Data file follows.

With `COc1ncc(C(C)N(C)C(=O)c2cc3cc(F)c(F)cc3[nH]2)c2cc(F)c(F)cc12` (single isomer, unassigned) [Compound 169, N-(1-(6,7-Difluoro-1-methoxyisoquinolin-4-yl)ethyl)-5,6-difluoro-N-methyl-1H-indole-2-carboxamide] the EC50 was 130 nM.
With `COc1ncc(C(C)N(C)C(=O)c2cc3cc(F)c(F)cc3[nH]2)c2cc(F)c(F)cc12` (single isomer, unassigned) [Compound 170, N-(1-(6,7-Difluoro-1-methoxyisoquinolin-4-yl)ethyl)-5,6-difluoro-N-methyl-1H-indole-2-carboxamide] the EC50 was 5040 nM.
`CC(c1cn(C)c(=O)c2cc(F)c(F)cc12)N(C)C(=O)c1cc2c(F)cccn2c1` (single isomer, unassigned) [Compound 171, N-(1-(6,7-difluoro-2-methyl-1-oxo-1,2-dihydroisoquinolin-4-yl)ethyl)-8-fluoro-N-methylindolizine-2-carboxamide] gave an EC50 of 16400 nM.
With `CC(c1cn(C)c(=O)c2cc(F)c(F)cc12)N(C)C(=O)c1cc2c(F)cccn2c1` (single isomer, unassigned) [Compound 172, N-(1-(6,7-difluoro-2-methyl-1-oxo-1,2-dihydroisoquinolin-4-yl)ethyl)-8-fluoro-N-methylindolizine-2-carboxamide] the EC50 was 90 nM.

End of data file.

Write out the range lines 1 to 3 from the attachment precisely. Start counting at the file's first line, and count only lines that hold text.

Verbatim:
With `COc1ncc(C(C)N(C)C(=O)c2cc3cc(F)c(F)cc3[nH]2)c2cc(F)c(F)cc12` (single isomer, unassigned) [Compound 169, N-(1-(6,7-Difluoro-1-methoxyisoquinolin-4-yl)ethyl)-5,6-difluoro-N-methyl-1H-indole-2-carboxamide] the EC50 was 130 nM.
With `COc1ncc(C(C)N(C)C(=O)c2cc3cc(F)c(F)cc3[nH]2)c2cc(F)c(F)cc12` (single isomer, unassigned) [Compound 170, N-(1-(6,7-Difluoro-1-methoxyisoquinolin-4-yl)ethyl)-5,6-difluoro-N-methyl-1H-indole-2-carboxamide] the EC50 was 5040 nM.
`CC(c1cn(C)c(=O)c2cc(F)c(F)cc12)N(C)C(=O)c1cc2c(F)cccn2c1` (single isomer, unassigned) [Compound 171, N-(1-(6,7-difluoro-2-methyl-1-oxo-1,2-dihydroisoquinolin-4-yl)ethyl)-8-fluoro-N-methylindolizine-2-carboxamide] gave an EC50 of 16400 nM.